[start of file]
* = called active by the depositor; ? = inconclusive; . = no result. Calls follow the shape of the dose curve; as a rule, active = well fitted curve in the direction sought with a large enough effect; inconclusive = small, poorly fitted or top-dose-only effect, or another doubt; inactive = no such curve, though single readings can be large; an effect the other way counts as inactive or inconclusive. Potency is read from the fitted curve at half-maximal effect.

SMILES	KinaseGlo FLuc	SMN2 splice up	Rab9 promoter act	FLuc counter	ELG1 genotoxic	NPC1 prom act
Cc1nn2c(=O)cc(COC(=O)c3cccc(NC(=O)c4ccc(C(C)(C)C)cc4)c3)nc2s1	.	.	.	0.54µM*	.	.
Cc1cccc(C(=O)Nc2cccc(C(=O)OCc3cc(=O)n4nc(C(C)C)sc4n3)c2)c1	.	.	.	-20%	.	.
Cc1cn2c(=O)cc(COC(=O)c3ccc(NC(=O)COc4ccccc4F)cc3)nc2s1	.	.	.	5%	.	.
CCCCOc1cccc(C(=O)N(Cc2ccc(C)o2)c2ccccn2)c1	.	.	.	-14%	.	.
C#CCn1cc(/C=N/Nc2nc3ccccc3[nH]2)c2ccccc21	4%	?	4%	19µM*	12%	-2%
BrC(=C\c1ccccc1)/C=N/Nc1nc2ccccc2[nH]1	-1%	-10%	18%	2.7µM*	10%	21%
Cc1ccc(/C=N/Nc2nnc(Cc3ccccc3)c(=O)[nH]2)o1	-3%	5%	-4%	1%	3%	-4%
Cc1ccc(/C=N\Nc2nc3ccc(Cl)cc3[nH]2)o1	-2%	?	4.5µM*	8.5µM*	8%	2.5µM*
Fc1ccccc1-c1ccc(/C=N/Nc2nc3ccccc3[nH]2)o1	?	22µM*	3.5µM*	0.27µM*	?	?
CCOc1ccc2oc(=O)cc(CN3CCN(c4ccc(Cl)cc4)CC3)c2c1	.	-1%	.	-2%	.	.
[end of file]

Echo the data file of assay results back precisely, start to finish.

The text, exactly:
* = called active by the depositor; ? = inconclusive; . = no result. Calls follow the shape of the dose curve; as a rule, active = well fitted curve in the direction sought with a large enough effect; inconclusive = small, poorly fitted or top-dose-only effect, or another doubt; inactive = no such curve, though single readings can be large; an effect the other way counts as inactive or inconclusive. Potency is read from the fitted curve at half-maximal effect.

SMILES	KinaseGlo FLuc	SMN2 splice up	Rab9 promoter act	FLuc counter	ELG1 genotoxic	NPC1 prom act
Cc1nn2c(=O)cc(COC(=O)c3cccc(NC(=O)c4ccc(C(C)(C)C)cc4)c3)nc2s1	.	.	.	0.54µM*	.	.
Cc1cccc(C(=O)Nc2cccc(C(=O)OCc3cc(=O)n4nc(C(C)C)sc4n3)c2)c1	.	.	.	-20%	.	.
Cc1cn2c(=O)cc(COC(=O)c3ccc(NC(=O)COc4ccccc4F)cc3)nc2s1	.	.	.	5%	.	.
CCCCOc1cccc(C(=O)N(Cc2ccc(C)o2)c2ccccn2)c1	.	.	.	-14%	.	.
C#CCn1cc(/C=N/Nc2nc3ccccc3[nH]2)c2ccccc21	4%	?	4%	19µM*	12%	-2%
BrC(=C\c1ccccc1)/C=N/Nc1nc2ccccc2[nH]1	-1%	-10%	18%	2.7µM*	10%	21%
Cc1ccc(/C=N/Nc2nnc(Cc3ccccc3)c(=O)[nH]2)o1	-3%	5%	-4%	1%	3%	-4%
Cc1ccc(/C=N\Nc2nc3ccc(Cl)cc3[nH]2)o1	-2%	?	4.5µM*	8.5µM*	8%	2.5µM*
Fc1ccccc1-c1ccc(/C=N/Nc2nc3ccccc3[nH]2)o1	?	22µM*	3.5µM*	0.27µM*	?	?
CCOc1ccc2oc(=O)cc(CN3CCN(c4ccc(Cl)cc4)CC3)c2c1	.	-1%	.	-2%	.	.